about a change in the ruling coalition. Also on 16 September, the
leadership of the Party of Romanian National Unity (PUNR) criticized
former chairman Gheorghe Funar, who recently announced that his
party will join an opposition grouping called the Alliance for
Romania's Revival. The PUNR said Funar "had no mandate" from the
party to make such an announcement. Meanwhile, Funar, who is also
mayor of Cluj, has ordered the town's park benches to be painted in
Romania's national colors "to show that Cluj is a Romanian town."

RUSSIA DISTANCES ITSELF FROM DEPUTIES' SUPPORT FOR
TRANSDNIESTER. The Russian Foreign Ministry on 17 September
issued a statement saying the State Duma deputies who participated
in the seventh anniversary celebrations of the Transdniester
breakaway region's independence "did not represent the official
position of Russia" (see "RFE/RL Newsline," 4 September 1997),
BASA-press reported on 16 September. The statement noted that the
resolution of the Transdniester conflict rests in adopting a special
status for the region that would reflect Moldova's territorial
integrity. It added that any "unilateral interpretation" of the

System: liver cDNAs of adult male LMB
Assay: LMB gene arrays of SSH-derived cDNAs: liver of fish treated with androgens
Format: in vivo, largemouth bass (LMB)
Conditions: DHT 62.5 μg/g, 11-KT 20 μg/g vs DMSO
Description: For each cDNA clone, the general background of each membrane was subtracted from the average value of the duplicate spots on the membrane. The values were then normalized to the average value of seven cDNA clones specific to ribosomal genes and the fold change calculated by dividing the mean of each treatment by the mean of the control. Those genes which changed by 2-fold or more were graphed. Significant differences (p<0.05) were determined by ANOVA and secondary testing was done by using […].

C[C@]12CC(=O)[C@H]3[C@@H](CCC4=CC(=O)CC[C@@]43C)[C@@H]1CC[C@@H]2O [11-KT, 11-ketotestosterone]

memorandum signed in Moscow in May is "counterproductive."

GAGAUZ-YERI OPPOSITION DENOUNCES LOCAL GOVERNOR. At a press
conference in Chisinau on 16 September, opposition representatives
from the Gagauz-Yeri autonomous region of Moldova accused
Governor Georgi Tabunshchik of breaking the region's electoral law,
an RFE/RL correspondent reported. They said the press conference
was held in Chisinau, rather than in the region's capital, Comrat,
because there is "heavy censorship" and "pluralism of opinion is not
accepted" in Comrat. Deputy Constantin Tusanji said that on
Tabunshcik's orders, the local electoral commission had falsified the
results of the 31 August elections for Comrat mayor. Tusanji ran for
the mayoralty and claims to have received 53 percent of the vote.
The organizers of the press conference claimed that foreign
countries--particularly the U.S.--are backing Tabunschik's
"unpopular regime," Infotag reported.

BULGARIA TO CLEAR MINES FROM TURKISH BORDER. General
Lyutskan Lyutskanov, secretary of the Ministry of Internal Affairs,
says Bulgaria will remove mines at its southern border with Turkey
by the end of 1998, the daily "Standart" reported on 16 September.
Lyutskanov said there are some technical problems involving the
removal of the mines, noting that the fields where they were planted